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Thread: West Australian (Perth) Wood Show 2019

  1. #16
    Join Date
    Feb 2011
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    Carlsbad, CA
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    Derek,

    Thanks so much for sharing pictures of your show – all the work was extremely impressive! I've followed your build thread of the Harlequin chest with great interest and , and as usual both the design, wood selection and build execution of your chest set a high standard for the rest of us to aspire to.

    I very much admire your competitive spirit and willingness to put your work on display by submitting it to jury judging at the show. Seems incredibly intimidating to me ------but I guess if I had your talent, it might not be so bad!

    Cheers, Mike

  2. #17
    Join Date
    Feb 2004
    Location
    Perth, Australia
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    Thank you all for your kind and supportive comments.

    Mike, you are too kind and far, far too modest of your own amazing work - quite frankly, your builds demonstrate skills I do not possess. I follow them in awe.

    What is evident from you and others is that we all here may differ in our personal tastes for furniture style, but we share a love for traditional joinery.

    I wrote the following (well, part of it) at WoodCentral, where the forumites were voicing there disagreement with the judges rankings. It may be worth commenting about here .....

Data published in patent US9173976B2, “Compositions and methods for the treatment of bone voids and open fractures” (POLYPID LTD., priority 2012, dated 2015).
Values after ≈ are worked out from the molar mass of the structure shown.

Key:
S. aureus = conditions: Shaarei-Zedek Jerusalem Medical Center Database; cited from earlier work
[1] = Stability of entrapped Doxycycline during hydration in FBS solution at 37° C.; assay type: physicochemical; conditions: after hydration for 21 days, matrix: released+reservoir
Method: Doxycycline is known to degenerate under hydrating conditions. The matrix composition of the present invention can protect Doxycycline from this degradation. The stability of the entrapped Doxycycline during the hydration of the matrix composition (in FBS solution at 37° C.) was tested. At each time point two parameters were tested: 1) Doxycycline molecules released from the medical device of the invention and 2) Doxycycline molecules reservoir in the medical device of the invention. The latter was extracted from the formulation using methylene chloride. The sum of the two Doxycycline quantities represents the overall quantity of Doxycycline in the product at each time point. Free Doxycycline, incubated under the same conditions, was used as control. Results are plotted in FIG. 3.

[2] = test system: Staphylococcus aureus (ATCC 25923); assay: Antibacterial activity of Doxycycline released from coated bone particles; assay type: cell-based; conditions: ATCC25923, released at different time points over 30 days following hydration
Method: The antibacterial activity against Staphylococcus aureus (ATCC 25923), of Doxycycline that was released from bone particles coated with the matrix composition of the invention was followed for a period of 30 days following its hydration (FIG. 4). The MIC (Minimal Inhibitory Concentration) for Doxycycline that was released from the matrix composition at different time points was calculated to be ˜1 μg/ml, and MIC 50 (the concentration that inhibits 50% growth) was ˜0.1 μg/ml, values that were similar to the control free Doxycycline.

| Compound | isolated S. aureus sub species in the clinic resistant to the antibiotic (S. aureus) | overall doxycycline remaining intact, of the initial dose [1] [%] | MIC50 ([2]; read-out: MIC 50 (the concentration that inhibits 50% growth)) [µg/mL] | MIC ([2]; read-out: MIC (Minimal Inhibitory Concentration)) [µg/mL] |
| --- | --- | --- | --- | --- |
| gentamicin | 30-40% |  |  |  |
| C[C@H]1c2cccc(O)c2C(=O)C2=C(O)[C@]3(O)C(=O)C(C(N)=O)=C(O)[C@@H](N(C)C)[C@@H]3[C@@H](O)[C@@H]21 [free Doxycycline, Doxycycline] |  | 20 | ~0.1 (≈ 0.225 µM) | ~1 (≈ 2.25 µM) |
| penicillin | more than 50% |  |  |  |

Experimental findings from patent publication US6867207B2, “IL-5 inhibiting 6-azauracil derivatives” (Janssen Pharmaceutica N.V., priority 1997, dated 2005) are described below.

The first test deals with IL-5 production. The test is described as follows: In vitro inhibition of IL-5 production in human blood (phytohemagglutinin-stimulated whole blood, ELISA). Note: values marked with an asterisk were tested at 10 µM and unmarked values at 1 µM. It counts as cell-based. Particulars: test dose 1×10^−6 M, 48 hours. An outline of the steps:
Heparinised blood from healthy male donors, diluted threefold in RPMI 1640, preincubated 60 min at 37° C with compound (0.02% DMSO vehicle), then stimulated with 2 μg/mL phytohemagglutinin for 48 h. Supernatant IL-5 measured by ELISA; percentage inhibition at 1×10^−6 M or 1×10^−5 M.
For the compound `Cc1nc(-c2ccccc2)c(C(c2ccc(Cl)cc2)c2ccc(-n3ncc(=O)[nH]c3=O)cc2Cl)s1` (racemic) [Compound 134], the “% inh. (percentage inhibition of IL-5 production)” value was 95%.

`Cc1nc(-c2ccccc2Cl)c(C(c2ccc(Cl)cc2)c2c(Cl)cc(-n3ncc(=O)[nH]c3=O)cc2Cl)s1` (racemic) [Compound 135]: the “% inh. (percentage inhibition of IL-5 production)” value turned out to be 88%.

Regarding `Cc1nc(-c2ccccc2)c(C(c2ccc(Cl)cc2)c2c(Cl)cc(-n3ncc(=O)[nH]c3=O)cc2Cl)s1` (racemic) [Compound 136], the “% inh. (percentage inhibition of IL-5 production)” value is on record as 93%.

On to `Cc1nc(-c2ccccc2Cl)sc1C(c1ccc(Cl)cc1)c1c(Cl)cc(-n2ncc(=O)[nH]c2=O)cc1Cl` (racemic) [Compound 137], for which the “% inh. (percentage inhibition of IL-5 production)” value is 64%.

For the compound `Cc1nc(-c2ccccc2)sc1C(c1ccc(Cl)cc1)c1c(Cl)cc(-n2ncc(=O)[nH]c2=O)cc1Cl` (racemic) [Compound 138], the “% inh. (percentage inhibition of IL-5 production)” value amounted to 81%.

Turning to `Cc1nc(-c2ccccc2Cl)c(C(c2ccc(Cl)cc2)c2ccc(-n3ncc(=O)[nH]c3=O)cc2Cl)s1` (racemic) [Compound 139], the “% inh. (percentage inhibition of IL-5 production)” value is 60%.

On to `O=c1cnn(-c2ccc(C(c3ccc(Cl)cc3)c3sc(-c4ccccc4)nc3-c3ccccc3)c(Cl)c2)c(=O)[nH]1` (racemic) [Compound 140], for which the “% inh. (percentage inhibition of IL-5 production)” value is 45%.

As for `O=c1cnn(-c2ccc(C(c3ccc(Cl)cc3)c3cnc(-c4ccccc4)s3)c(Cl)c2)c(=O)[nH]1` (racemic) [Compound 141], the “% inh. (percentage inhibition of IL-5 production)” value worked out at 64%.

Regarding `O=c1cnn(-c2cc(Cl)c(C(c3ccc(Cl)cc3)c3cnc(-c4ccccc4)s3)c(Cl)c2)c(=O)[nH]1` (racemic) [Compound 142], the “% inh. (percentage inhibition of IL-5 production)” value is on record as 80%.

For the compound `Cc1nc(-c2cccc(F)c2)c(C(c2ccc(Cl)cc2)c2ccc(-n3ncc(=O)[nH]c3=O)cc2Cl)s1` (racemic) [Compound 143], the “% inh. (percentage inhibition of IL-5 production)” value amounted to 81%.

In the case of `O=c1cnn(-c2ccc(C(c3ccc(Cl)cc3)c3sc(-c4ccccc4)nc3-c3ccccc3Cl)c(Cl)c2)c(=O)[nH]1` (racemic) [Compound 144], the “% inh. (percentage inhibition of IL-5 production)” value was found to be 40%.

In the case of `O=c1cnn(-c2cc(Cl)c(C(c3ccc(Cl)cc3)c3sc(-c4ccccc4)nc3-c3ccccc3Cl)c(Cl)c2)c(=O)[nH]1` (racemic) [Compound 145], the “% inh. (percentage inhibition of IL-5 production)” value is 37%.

As to the furniture piece that was awarded first place, the maker is a very good woodworker, and he wins every year (except for 2017, when I won ). He works exclusively with veneer on chipboard or MDF. His veneer work is stupendous. We are good mates and I tease him that it is kitchen ware. We have an agreement that I will teach him dovetailing, and he will teach me veneering.

    My wife argues that there should be one category for veneer work and another for solid wood. The competition rules state that they aim to reward design and craftsmanship, and to do so regardless of whether power or handwork is used. History tends to indicate that veneer is king. My view - which makes it difficult to avoid sounding like sour grapes - is that veneer used extensively can hide a multitude of sins and is not fine woodworking. It is just fine veneering. In my world, craftsmanship is about joinery and proportions and choice of materials.

    Rather than become frustrated with this, I have made it my mission at my club to educate members about joinery and hand tools. I use machines as well, but I see how their over use can limit expression. Wide veneered panels look sterile. Machine joinery is not the enemy, but it can discourage flights of design fancy. A few weeks ago I gave a talk on the bow-fronted apothecary chest I built for the 2018 Wood Show (and which did not get a place). I think that it only dawned on members just how complex the joinery was. Many do not think about these aspects, or that many of the technical challenges of design were met by woodworkers over 200 years ago.

    On to next year!

    Regards from Perth

    Derek
    Last edited by Derek Cohen; 08-10-2019 at 8:40 PM. Reason: spell checker changes my wording

  3. #18
    Join Date
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    In addition to presenting on joinery you could also begin to add veneer work into your pieces. Veneering requires an additional skill set and understanding. Veneer work makes a lot of things possible.
    Bumbling forward into the unknown.

  4. #19